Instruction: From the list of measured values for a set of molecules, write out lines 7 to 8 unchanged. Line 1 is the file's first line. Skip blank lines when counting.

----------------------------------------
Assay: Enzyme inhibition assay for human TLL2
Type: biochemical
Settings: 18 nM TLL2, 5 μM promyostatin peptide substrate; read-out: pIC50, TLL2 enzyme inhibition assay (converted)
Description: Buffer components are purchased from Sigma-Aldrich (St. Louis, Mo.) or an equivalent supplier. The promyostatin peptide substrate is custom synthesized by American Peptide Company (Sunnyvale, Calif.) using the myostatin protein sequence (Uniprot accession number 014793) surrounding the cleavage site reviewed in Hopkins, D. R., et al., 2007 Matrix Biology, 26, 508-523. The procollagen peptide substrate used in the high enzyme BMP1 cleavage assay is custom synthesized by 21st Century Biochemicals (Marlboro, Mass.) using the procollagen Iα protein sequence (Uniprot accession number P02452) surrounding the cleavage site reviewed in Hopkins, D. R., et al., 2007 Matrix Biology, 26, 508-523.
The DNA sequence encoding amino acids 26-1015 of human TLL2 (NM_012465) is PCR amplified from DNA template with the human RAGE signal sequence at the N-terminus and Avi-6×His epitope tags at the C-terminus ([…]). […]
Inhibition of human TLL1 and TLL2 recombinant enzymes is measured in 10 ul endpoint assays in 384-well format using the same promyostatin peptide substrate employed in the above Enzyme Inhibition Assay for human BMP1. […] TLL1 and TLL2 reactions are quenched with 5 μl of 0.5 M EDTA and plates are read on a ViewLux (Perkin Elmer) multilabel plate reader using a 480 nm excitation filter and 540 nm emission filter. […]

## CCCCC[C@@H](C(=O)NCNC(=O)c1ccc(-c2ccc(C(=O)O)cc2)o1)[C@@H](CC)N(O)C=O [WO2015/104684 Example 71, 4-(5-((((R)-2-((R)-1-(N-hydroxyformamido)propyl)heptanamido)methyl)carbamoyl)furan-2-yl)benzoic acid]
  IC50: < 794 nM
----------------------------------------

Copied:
## CCCCC[C@@H](C(=O)NCNC(=O)c1ccc(-c2ccc(C(=O)O)cc2)o1)[C@@H](CC)N(O)C=O [WO2015/104684 Example 71, 4-(5-((((R)-2-((R)-1-(N-hydroxyformamido)propyl)heptanamido)methyl)carbamoyl)furan-2-yl)benzoic acid]
  IC50: < 794 nM